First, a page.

National security has always been a top priority for any country. With the recent developments in terrorist tactics, interrogation has become an important subject and a source of reliable information to counter any threats. …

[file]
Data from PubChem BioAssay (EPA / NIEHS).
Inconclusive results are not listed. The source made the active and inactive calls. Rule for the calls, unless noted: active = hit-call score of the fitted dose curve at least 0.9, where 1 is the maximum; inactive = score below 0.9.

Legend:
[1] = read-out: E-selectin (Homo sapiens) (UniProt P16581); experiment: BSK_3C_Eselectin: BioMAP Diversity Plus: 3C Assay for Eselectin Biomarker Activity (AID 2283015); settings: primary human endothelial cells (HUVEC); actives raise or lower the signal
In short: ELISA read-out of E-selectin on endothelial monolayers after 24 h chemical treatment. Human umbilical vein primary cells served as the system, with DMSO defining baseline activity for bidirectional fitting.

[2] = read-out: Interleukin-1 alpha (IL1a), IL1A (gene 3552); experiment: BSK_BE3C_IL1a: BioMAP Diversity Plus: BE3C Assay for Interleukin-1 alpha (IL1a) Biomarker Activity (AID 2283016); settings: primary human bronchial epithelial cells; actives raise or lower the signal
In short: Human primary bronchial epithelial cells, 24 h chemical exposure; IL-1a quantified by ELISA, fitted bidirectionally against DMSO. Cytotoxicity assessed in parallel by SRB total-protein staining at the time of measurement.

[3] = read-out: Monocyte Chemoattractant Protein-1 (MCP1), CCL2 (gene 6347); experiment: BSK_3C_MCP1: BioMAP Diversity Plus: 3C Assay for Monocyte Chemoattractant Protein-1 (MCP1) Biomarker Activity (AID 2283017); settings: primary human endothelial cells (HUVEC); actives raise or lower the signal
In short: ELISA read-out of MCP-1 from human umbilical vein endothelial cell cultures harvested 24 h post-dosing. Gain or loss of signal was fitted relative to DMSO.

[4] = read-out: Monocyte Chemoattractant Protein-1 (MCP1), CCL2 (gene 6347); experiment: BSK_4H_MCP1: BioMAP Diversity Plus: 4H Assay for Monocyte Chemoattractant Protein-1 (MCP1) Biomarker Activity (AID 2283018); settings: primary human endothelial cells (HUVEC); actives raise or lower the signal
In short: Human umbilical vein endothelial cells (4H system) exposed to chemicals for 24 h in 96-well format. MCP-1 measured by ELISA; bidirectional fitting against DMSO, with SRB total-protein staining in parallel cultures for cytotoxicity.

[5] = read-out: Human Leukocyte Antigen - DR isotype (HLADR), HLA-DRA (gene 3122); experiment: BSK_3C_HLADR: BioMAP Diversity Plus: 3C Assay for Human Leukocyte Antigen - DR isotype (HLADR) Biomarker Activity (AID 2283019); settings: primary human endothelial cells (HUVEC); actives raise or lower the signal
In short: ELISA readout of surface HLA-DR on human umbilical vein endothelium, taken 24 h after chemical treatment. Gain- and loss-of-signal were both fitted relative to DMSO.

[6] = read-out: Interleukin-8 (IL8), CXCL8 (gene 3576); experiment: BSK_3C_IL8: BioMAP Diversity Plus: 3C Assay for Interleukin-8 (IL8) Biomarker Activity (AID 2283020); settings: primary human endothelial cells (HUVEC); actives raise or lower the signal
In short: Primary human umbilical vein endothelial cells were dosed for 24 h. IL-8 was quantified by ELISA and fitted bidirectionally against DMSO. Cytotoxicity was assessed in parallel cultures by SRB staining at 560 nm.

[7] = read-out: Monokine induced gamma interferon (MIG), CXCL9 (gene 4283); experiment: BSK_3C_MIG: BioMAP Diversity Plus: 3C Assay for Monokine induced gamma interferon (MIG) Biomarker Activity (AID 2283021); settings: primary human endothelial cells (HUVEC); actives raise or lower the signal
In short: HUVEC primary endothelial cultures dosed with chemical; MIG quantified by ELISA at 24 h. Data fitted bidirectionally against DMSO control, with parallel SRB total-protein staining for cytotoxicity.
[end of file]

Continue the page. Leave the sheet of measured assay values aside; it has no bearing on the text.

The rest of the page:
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This information is even used to guard against enemy tactics and propose counter measures for our own forces. The interrogation depends mainly on torture techniques. Which are against the human rights and this violation is made in the name of national security. There is a thin line between torturing and national security priorities. Both are important and it is crucial to remain in limits while interrogating any suspects, whether terrorists or local criminals. The issue came into spotlight with the release of torture pictures and videos of the Guantanamo Bay detention camp (Leigh et al. 1). Prisoners were kept in a miserable condition and suicide attempts were a routine. The detention facility was accused of extreme torturing and interrogation. There have been deaths in the prison and released detainees gave in detail account of torturing activities carried out by the US. These activities were clearly a human rights violation and more importantly violated the Geneva Convention for the interrogation and captivity of prisoners of war. The paper will look into the matter and discuss the use of torture during interrogation. The Geneva Convention has set aside rules and principles for conduct with prisoners or war. Their captivity and the use of torture have all been explained in detail in the convention. The convention article rules against torture in interrogation by stating that no physical or mental torture can be used for interrogation of prisoners. Prisoners must also be given rights to medical facility, hygiene, food, clothing and quarters (Tomasevski 8). They must also be allowed for their religious practices and appropriate physical activity must also be planned. In simple, the laws lay basis for basic human rights. Torturing during interrogation is not allowed and simply a violation of the convention and basic human rights. To violate these standards is simply a violation against humanity. The US administrations have taken stance to legalize torturing techniques and narrowly defined the parameters of interrogation. Legislation could not be passed even though with ninety to nine approval rates by senate, after being vetoed by President Bush at the time (Sullivan 1). Terrorists are considered as monsters and mass murderers and are not worthy of humane treatment. The debate was highlighted in 2005 by McCain. He presented exceptional scenarios like ticking time bomb and slow fuse cases (Krauthammer 2). The urgency of these exceptional cases required torture. In simple even his policy required use of torture. Torturing is against the very fundamentals of US and is the opposite of freedom. Prisoners are tortured and interrogated on the basis of National Security priorities. The logic that torturing is necessary to extract information is used as a stance against the issue. Though, torturing is a quick way to extract information, but it is something against humanity and also the Geneva Convention. There can be no basis as to torture a human being. It is to take into consideration that most prisoners do not possess valuable or critical information and are tortured without any solid base. This further complicates the issue and raises question of using torture techniques. Many of the prisoners are tortured to the breaking point where they develop psychological or physical disorders. This fact can be taken into account by the figures at Guantanamo Bay. Similarly, at Abu Ghraib Prison almost ninety percent of prisoners were not guilty and released after interrogation and torture (Sullivan 2). They did not possess any critical information. Terrorists are not termed as prisoners of war as per the US stance, but torture in any form on a human being is a violation of basic human rights and simply a crime against humanity.